If the CRTC’s discoverability rules require a certain percentage of Canadian content, Canada could be outside this obligation.
Third, there are the national treatment obligations set out in Article 14.5:
1. Each Party shall accord to investors of another Party treatment no less favorable than the treatment it accords, in like circumstances, to investors of any other Party or of any non-Party with respect to establishment, the acquisition, expansion, management, conduct, operation and sale or other disposition of investments in its territory.
2. Each Party shall accord to covered investments treatment no less favorable than that it accords, in like circumstances, to investments in its territory of investors of any other Party or of any non-Party with respect to the establishment , acquisition, expansion, management, conduct, operation and sale or other disposition of investments.
But Bill C-11 does not treat foreign broadcasters and domestic broadcasters in the same way. For example, foreign broadcasters may be faced with obligations to provide content in French. There is no such regulatory obligation on equivalent Canadian services, again raising the possibility that Canada is in breach of its treaty obligations.
Proponents of the bill will point to section 32.6, which provides a broad exception for cultural industries. Section 32.6(2) states:
This Agreement does not apply to a measure adopted or maintained by Canada with respect to a cultural industry, except as expressly provided in Article 2.4 (Treatment of Customs Duties) or Annex 15-D (Programming Services).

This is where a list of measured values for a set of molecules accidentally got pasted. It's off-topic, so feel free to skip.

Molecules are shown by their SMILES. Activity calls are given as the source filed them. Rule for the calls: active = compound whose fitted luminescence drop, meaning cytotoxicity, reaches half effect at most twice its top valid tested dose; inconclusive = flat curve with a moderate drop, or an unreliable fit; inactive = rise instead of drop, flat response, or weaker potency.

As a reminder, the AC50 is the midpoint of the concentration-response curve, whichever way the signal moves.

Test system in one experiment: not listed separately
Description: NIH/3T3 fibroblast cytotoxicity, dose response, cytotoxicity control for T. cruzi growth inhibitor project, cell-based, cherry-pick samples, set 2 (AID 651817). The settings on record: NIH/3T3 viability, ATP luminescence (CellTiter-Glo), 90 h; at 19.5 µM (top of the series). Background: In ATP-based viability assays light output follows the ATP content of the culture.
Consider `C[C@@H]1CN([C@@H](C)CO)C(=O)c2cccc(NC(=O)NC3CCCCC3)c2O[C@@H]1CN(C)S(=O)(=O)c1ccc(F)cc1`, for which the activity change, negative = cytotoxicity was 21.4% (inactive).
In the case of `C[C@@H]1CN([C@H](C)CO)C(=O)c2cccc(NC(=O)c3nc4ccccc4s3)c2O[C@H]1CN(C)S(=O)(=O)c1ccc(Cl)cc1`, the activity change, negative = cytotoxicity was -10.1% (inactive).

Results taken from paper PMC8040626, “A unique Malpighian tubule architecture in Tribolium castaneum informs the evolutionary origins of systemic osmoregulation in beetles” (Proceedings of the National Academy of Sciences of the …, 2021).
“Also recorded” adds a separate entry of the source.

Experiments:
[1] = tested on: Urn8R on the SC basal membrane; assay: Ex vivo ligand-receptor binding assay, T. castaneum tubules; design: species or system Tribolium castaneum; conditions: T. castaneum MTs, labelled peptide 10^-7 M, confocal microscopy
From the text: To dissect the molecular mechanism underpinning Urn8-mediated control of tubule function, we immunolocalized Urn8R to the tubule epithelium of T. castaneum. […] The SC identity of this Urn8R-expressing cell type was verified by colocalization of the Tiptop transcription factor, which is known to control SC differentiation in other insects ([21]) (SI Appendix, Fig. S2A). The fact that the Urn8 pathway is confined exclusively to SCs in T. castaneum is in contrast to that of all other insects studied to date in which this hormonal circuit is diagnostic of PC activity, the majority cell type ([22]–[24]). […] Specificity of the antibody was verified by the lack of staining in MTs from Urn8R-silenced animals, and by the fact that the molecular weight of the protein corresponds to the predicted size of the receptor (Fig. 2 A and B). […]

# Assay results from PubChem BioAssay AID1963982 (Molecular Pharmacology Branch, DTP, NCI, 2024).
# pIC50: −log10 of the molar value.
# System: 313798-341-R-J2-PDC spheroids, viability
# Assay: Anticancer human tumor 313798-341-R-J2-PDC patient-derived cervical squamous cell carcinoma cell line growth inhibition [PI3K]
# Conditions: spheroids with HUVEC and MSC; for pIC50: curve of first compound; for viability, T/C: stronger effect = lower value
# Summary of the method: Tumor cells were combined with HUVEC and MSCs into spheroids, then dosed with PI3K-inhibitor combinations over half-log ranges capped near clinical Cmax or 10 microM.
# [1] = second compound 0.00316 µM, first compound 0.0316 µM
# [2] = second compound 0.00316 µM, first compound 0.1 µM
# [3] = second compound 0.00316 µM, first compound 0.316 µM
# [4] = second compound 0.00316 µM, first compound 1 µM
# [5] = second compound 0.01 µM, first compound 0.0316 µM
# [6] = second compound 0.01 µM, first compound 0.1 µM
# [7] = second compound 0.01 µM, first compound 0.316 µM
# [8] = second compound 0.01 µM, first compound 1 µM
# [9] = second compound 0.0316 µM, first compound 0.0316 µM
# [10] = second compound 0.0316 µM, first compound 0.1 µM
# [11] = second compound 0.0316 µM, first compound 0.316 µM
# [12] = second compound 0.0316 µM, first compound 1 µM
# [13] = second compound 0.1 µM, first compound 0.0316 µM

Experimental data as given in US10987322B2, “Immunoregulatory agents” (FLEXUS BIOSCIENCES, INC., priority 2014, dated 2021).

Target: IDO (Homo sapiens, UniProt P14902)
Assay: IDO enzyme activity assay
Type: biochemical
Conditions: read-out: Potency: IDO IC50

Does that mean Canada can ignore US concerns about the bill? Not exactly. Assuming a violation, exception 32.6(2) would come into effect, but it would not eliminate the ability of the United States to apply retaliatory tariffs. Indeed, Article 32.6(4) states:
Notwithstanding any other provision of this Agreement, a party may take a measure of equivalent commercial effect in response to an action of another party that would have been inconsistent with this Agreement but for paragraph 2 or 3.
Simply put, the agreement allows Canada to violate non-discrimination provisions for the cultural sector, but grants the United States the right to impose “measures of equivalent trade effect” in response. This provision is often referred to as a “poison pill” for culture, as it is intended to discourage the use of the exemption. Since the provision does not limit retaliation to the cultural sector, the United States can impose equivalent tariffs on its choice of Canadian goods or services. .
From a Canadian perspective, CUSMA’s cultural exemption allows for discriminatory policies, but at a cost, with Bill C-11 opening the door to US retaliatory measures that would be designed to match any new benefits dollar for dollar. While some have sought to argue that retaliatory measures have always been available, Bill C-11 (and Bill C-18) are clearly more delicate and costly than previous legislative reforms. With the US signaling concern over the legislation, the risk of a trade challenge and ensuing tariff retaliation is very real.